Since the coronavirus outbreak emerged at the end of 2019, experts and officials alike have urged people to avoid crowded spaces, with lockdowns even enforcing millions around the world to stay at home.
Restrictions may have ended in England, but Boris Johnson has stressed "caution is absolutely vital" to ensure we "don't undo our progress".
That cautionary warning may have sunk in. Writing in the Journal of Sleep Research, scientists from the Sapienza University of Rome suggest some people are waking in a cold sweat after dreaming they were in a "crowded place".
Early in the pandemic, experts warned the ordeal may be triggering vivid dreams. The Sapienza team has also revealed lockdown left people better able to recall their dreams, a sign of trauma.
They were also more aware of the fact they were dreaming while asleep, a potential coping mechanism during challenging times.
The stress of the pandemic combined with unprecedented "confinement" and "remarkable daily life changes" is thought to have affected many people's sleep habits.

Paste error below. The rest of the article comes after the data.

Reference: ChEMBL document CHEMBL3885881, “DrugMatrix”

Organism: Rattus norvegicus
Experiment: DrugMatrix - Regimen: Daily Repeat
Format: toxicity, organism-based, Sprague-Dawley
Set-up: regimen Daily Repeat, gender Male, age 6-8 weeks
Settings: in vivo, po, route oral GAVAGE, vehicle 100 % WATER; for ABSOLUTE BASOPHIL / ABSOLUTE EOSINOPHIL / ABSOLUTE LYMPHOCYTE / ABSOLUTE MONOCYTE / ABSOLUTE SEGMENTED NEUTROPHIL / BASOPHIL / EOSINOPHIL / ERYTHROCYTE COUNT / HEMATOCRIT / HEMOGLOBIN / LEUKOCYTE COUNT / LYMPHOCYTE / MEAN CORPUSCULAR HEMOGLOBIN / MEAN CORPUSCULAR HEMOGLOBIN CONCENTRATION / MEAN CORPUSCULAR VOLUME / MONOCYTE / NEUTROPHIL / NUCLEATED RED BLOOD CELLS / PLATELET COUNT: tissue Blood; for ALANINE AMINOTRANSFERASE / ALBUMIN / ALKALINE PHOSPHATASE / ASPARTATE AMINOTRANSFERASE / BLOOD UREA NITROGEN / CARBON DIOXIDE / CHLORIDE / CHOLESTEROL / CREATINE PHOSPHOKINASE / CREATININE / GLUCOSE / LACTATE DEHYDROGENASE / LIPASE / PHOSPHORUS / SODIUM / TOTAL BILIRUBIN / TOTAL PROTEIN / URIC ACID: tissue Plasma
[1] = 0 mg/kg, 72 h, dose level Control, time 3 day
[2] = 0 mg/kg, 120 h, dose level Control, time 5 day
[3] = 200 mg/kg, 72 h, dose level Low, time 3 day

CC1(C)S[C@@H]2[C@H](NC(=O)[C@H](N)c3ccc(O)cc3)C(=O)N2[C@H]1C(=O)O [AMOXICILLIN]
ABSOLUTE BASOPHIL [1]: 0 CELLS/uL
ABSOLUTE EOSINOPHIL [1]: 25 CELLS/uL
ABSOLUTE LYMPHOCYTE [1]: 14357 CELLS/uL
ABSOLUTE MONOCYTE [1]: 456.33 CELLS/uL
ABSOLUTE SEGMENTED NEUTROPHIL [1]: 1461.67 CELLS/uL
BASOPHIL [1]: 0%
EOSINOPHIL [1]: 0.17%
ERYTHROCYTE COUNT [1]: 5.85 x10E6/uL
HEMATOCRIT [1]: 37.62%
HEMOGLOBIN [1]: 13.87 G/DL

Why we dream, or even sleep, is somewhat of a mystery.
One theory is dreams allow us to process intense emotions within the safety of our subconscious.
Dreams can also reflect what we have experienced that day. With many finding life monotonous amid the pandemic, our mind may create coronavirus-specific dreams or draw on "content" from our past.
Read more: Dreams may prepare us for 'future events'
To better understand how the pandemic has affected our dreams, the Sapienza scientists had 90 people complete a sleep survey from 28 April to 4 May 2020 – Italy's first week of lockdown – and 5 May to 11 May 2020, when restrictions had eased.
Perhaps unsurprisingly, the participants found it harder to fall asleep and woke more in the night during the lockdown.
They also recalled their dreams, and were more aware they were dreaming while asleep, amid the restrictions.
Dream recall has been linked to traumatic events, which "confirmed the idea of [the] pandemic as [a] 'collective trauma'", wrote the scientists.
Being aware we are dreaming "may provide an opportunity to increase self-control and emotional regulation in individuals experiencing adverse events", they added.
Post-lockdown, some of the participants specifically reported "being in crowded places" in their dreams.
This may be due to the easing of restrictions giving us "the possibility to access places frequented by other people", representing "a relevant experience after a long period of confinement".